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Anatomy of a Twins victory: Byron Buxton's speed turns a routine defeat into a thrilling win over Tigers

Byron Buxton, Josh Donaldson, Jorge Polanco
Minnesota Twins’ Byron Buxton, center, celebrates his winning RBI-single off Detroit Tigers pitcher Jose Cisnero with Josh Donaldson, left, and Jorge Polanco in the ninth inning of a baseball game Saturday, Sept. 5, 2020, in Minneapolis. (AP Photo/Jim Mone)

MINNEAPOLIS — Byron Buxton didn’t have a good night at the plate on Saturday at Target Field. He struck out swinging in his first two at-bats against Tigers rookie lefthander Tarik Skubal, grounded to third leading off the eighth inning and grounded to short in the ninth.
But it was that last plate appearance — one that would have ended with a 6-3 out in the scorebook for almost every other big-leaguer — that makes Buxton such a unique player. Instead of ending the innings with that grounder to Willi Castro, Buxton beat the shortstop’s throw, enabling Nelson Cruz to trot home with the winning run in a come-from-behind 4-3 victory.
What was scary was that Castro did nothing wrong on Buxton’s slow roller. He didn’t bobble it, he didn’t make a bad throw. Maybe he could have charged it, but we are really nitpicking if we put the blame on Castro, instead of giving Buxton the credit he deserves. The reality is that Buxton, when healthy, changes games even when he isn’t going great.
“There’s a lot of things that Buck does that you just don’t see very often on a baseball field,” Twins manager Rocco Baldelli said. “Because of that, even at the big-league level, when guys are used to seeing all kinds of really impressive things, you do see Buck do things that you don’t see from anyone else. I think one thing it can also do is put the opposition in an uncomfortable place at times where they have to make plays in a manner that they’re just not used to. We practice a lot of things, but it’s really hard to be totally prepared and ready for everything that Buck forces you to do. Getting out of the box the way he did, just the way he covers ground down the line, and in every other way on the field, it’s amazing to watch and the results speak for themselves.”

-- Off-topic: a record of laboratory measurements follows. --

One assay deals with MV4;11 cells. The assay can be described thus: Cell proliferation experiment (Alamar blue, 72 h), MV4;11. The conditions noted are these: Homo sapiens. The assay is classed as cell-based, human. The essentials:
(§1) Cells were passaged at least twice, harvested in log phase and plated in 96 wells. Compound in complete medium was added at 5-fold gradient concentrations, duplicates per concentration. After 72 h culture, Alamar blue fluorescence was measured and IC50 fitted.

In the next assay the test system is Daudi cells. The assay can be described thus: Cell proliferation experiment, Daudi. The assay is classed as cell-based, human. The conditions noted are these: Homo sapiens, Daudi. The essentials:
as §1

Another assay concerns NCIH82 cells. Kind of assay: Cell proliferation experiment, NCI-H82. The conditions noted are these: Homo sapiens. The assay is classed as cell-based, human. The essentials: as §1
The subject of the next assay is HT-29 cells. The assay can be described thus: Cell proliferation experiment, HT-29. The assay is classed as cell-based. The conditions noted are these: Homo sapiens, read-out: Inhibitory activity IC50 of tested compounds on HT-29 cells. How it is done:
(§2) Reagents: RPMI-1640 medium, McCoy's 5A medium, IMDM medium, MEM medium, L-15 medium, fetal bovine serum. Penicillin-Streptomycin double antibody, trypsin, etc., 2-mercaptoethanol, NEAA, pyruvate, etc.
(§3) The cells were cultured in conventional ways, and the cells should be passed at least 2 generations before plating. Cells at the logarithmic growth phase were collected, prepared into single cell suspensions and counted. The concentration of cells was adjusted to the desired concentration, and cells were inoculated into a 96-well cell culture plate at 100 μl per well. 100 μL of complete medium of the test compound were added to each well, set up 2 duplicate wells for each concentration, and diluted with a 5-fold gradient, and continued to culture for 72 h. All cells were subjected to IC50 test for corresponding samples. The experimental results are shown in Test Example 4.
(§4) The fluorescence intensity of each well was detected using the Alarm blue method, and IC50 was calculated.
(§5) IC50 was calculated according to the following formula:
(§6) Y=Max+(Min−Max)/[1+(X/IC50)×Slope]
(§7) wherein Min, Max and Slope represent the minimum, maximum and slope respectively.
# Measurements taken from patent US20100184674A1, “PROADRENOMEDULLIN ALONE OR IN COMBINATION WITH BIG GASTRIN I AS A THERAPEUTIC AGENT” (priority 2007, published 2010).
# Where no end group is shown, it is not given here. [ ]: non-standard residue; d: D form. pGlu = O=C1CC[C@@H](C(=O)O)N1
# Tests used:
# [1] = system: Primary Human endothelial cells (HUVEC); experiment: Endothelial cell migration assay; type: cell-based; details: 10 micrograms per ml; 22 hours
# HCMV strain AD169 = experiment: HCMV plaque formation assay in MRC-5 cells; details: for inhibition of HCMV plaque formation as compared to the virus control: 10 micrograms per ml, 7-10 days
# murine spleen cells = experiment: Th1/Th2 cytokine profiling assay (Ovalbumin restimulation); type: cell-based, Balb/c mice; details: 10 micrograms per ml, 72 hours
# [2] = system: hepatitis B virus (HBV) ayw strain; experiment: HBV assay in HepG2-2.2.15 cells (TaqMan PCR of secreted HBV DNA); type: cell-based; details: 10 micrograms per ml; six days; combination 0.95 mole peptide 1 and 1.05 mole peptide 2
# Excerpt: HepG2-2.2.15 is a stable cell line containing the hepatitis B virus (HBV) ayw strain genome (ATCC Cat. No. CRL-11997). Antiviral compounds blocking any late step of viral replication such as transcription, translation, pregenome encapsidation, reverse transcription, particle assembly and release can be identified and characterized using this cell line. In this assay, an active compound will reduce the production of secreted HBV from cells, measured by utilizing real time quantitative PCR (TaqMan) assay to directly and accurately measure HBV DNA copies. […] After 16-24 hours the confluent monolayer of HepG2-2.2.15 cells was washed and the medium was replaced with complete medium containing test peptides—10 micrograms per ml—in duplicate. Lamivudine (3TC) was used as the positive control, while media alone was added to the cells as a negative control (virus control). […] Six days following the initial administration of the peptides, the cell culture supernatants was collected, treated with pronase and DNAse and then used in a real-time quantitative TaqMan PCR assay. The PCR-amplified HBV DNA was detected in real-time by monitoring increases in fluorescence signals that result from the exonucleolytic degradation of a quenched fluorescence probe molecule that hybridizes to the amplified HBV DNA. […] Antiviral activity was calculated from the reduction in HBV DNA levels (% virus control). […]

Buxton said on Fox Sports North that he told himself to put the ball in play. “Put (the ball) on the ground and make it tough for them,” he said. “Early in the game, they pitched me a little bit in, so I had to make a little bit of an adjustment. Just try to put the ball on the ground and run like … run crazy. Speed plays a big part.”
Here’s the play.

The victory gave the Twins a five-game winning streak, following a six-game skid that ended on Tuesday. Minnesota has won the first three games in this five-game series with the Tigers at Target Field. With Cleveland and the White Sox both winning on Saturday night, the Twins and Indians trail Chicago by a half-game in the AL Central.
It’s worth nothing that while Buxton beating out Castro’s throw was the play that will get the most attention, there were other key moments in the bottom of the ninth.

  • Josh Donaldson walked against Tigers reliever Jose Cisnero to lead off. That was followed by Nelson Cruz hitting a shot off Cisnero’s leg to put runners on first and second.
  • Following a Jake Cave strikeout, Miguel Sano singled to left to score Ehire Adrianza from second. Adrianza had pinch-run for Donaldson. That tied the score at 3-3 and was Sano’s third consecutive hit (he homered in the seventh) after he struck out six times in his first at-bats in the series.
  • Eddie Rosario followed by swinging at the first pitch and grounding to first baseman Jeimer Candelario. Candelario got Sano at second with a throw to Castro, but the ball came in high and that eliminated the chance to make an on-time return throw to first in order to get Rosario and end the inning. That put runners on first and third with two outs.
  • Rosario eliminated the chance for a force out at second when he took second on defensive indifference early in Buxton’s at-bat. This proved key because if Rosario hadn’t taken second, Castro would have forced Rosario at second on Buxton’s grounder.